I once wrote a paper for a high school English class that was returned to me with a piece of feedback that I’ve never forgotten: be careful using the word “this,” and never end a sentence with it. The teacher explained to me that “this” is often used to replace a more clearly formed and deeply developed—but harder to find—thought or phrase. We have a tendency to use words and phrases like “this,” “et cetera” and “and so on,” she warned, instead of offering concrete ideas and examples.
It’s ironic, then, that the best piece of writing (and speaking and thinking, for that matter!) advice that I’ve received in my adult life incorporates a thought ending with “this.”
The advice came to me from a friend when I was lamenting to him that I often get stuck in my head when preparing a talk, writing an article, planning a lesson, or even just having a difficult conversation with a friend or family member. My thoughts go in a thousand different directions and it is hard to narrow them down into a few articulate ideas and points. He told me that anytime he finds himself in the “thoughts-in-a-thousand-directions” swirl, he takes a blank sheet of paper and writes across it, in big letters:
What I’m Trying To Say is This:
It’s Important Because of This:
Somehow, those statements nudge him to sift through the enormous pile of thoughts and pull out his main idea. Armed with a clear idea, he’s able to systematically sort through the thousand other thoughts, incorporating some and discarding many. I’ve tried my friend’s technique and have found it extremely useful in my thinking, writing and conversing. I think it’s helpful for a few different reasons.
First, likely because of its odd and imperfect phrasing (it breaks the “never end with this” rule!”), it’s a non-intimidating exercise. If I were to instead write at the top of the page “Thesis statement:” I doubt that I would have the same results. I get overwhelmed just thinking the words “thesis statement.” By being non-intimidating, the exercise enables me to get started.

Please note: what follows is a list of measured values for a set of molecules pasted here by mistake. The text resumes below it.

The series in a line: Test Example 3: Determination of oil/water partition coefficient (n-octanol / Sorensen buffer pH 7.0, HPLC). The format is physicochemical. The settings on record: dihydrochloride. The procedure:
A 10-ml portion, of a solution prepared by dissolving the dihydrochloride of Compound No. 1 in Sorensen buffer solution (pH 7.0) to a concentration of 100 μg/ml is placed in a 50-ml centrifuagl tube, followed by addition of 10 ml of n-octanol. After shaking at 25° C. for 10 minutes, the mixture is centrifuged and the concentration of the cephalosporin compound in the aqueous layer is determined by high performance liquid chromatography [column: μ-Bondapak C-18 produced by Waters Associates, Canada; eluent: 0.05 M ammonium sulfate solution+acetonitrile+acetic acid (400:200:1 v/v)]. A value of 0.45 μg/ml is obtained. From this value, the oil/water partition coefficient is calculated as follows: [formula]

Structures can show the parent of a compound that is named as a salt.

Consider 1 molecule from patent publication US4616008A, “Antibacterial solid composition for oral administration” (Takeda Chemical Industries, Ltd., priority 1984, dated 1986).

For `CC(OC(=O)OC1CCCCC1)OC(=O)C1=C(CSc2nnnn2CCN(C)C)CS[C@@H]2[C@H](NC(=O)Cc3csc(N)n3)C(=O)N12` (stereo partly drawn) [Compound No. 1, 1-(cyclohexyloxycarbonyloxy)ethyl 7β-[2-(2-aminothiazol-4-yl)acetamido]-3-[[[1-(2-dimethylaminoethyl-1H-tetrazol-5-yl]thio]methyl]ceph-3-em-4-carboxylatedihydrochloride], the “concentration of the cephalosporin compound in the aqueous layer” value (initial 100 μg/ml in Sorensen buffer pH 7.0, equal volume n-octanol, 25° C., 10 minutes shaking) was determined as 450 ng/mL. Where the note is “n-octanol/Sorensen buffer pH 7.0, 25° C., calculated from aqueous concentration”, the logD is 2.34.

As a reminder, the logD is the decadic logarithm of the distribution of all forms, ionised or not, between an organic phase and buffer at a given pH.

Secondly, the answers to the two questions create a roadmap. If I know what I’m trying to say, all I have to do is say it. This may sound obvious, but it’s amazing how often I find myself spinning my wheels because I don’t actually know where I’m trying to go. As soon as I have a sense of direction, I can move forward.
Finally, the exercise points out that it’s not enough to have something to say; you have to have a reason for saying it. Without the reason, our writing/thinking/conversing will likely lose its power. This exercise forces me to articulate my main idea and gets me to think about the reason why my idea matters to me, and why it should matter to others.
Teresa lives in Providence, Rhode Island, where she works as a Director of Faith Formation at a Catholic Church and dabbles in hospital chaplaincy. She has a BA in English, a Master’s in Divinity, and a passion for thinking about the intersection of spirituality, self-improvement, and well-being. Her perfect day includes slowly savoring a morning cup of coffee, reading for work and for fun, and receiving snail mail.